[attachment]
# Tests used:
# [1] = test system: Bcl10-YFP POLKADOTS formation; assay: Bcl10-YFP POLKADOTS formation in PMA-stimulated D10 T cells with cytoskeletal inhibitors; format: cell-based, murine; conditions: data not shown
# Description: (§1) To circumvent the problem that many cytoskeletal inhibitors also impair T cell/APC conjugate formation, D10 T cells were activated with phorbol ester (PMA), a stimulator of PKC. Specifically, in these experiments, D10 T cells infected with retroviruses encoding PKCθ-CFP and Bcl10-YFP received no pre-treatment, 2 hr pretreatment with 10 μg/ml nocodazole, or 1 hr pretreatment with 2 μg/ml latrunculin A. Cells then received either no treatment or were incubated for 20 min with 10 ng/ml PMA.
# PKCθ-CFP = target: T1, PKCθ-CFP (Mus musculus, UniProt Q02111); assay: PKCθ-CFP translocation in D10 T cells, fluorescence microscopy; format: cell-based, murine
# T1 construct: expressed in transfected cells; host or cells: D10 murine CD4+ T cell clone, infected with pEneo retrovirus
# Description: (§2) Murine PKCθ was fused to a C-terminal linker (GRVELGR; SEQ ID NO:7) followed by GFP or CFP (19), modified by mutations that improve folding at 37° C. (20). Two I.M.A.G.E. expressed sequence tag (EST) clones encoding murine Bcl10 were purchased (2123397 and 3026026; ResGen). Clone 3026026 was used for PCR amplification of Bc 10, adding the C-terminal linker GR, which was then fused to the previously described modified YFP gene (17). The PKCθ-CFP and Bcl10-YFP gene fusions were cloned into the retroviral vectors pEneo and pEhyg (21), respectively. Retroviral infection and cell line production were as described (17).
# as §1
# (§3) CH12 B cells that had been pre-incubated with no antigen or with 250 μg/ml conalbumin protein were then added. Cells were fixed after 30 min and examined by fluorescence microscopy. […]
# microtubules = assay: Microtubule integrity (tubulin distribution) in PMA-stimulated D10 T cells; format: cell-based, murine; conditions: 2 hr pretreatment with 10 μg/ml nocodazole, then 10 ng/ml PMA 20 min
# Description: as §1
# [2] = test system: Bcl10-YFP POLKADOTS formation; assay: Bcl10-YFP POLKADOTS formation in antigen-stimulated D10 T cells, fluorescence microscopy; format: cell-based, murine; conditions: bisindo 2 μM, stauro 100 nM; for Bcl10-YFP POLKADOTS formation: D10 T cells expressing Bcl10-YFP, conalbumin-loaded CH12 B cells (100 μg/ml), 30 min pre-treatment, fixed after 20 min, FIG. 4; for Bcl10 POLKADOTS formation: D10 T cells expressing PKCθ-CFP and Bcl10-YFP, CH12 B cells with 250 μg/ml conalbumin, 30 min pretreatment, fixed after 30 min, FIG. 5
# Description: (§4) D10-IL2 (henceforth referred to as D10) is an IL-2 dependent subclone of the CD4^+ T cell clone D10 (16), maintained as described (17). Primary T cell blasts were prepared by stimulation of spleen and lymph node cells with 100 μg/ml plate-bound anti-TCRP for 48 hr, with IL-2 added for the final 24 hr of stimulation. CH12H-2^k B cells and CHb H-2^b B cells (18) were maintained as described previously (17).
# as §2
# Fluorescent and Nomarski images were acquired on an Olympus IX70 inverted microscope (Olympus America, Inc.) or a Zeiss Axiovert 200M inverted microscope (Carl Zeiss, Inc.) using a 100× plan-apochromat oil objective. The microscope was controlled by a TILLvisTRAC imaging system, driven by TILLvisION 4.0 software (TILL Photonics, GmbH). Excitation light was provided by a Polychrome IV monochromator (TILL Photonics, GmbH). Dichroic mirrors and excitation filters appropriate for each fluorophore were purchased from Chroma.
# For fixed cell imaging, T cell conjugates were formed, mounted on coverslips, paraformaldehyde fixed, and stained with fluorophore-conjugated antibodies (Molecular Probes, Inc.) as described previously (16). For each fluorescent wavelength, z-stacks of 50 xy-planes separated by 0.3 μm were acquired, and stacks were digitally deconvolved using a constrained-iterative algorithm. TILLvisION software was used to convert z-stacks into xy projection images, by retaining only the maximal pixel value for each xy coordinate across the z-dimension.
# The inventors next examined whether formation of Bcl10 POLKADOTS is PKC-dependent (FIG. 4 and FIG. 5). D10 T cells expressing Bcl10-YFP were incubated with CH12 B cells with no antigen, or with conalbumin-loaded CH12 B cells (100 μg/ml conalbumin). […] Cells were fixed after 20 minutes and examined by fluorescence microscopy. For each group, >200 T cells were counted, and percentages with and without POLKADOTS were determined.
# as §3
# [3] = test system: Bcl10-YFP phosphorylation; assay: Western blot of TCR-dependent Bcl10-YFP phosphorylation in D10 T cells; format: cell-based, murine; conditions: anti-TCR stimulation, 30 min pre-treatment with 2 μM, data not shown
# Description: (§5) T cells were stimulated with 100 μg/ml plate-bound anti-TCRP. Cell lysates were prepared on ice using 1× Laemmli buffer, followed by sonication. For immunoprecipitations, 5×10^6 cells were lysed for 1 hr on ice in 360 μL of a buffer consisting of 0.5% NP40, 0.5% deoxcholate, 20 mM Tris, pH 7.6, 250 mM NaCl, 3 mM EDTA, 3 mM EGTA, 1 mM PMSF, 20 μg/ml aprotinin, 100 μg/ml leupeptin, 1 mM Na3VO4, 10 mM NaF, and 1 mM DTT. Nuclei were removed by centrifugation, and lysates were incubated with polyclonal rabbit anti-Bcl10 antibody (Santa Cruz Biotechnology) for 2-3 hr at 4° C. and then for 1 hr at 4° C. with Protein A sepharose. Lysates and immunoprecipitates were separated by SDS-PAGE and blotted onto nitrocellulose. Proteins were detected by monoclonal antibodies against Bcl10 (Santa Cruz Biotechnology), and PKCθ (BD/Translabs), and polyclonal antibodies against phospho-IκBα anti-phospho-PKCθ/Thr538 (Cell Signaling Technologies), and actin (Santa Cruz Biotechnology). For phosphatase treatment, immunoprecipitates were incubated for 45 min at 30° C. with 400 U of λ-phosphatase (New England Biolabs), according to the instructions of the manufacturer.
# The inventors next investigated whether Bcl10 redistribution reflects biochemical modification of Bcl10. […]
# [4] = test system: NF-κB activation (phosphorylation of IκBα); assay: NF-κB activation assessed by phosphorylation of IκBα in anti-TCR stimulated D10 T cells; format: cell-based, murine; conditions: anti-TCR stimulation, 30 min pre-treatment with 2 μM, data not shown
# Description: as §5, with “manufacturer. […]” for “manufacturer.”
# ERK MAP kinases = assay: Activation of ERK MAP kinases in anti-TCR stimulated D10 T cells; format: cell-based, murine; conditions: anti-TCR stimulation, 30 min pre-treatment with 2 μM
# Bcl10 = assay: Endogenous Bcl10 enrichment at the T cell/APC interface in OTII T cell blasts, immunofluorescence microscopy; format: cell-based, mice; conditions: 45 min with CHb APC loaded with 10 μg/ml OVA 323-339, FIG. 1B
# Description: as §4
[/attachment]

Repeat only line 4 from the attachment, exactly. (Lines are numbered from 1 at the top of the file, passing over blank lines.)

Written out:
# PKCθ-CFP = target: T1, PKCθ-CFP (Mus musculus, UniProt Q02111); assay: PKCθ-CFP translocation in D10 T cells, fluorescence microscopy; format: cell-based, murine